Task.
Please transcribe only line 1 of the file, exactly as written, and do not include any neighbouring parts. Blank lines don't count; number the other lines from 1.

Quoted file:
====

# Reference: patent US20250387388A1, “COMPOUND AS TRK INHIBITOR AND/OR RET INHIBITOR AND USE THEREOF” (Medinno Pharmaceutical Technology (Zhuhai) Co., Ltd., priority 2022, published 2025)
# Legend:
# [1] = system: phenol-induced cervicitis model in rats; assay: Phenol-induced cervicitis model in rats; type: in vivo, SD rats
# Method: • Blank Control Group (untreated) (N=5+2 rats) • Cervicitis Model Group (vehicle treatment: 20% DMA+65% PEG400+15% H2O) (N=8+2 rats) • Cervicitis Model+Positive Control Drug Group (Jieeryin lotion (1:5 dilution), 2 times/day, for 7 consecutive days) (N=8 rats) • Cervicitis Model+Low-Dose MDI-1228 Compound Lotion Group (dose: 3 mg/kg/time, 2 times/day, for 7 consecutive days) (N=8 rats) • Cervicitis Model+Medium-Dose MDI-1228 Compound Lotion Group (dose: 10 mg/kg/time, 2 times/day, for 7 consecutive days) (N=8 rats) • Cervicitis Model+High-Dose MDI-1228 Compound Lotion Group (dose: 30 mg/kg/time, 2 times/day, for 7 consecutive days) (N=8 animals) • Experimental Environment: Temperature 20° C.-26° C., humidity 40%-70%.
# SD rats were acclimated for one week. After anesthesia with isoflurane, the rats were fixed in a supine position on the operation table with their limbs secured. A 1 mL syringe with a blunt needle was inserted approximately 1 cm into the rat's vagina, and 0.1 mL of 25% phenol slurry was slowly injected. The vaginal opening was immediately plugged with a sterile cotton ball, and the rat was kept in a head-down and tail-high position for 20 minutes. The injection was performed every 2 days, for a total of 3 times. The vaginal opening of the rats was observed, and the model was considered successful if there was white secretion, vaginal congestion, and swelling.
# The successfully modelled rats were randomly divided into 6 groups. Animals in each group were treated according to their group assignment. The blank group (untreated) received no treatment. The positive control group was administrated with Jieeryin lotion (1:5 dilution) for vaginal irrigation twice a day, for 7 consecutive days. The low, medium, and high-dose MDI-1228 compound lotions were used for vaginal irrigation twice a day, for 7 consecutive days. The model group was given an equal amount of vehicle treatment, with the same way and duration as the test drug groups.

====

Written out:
# Reference: patent US20250387388A1, “COMPOUND AS TRK INHIBITOR AND/OR RET INHIBITOR AND USE THEREOF” (Medinno Pharmaceutical Technology (Zhuhai) Co., Ltd., priority 2022, published 2025)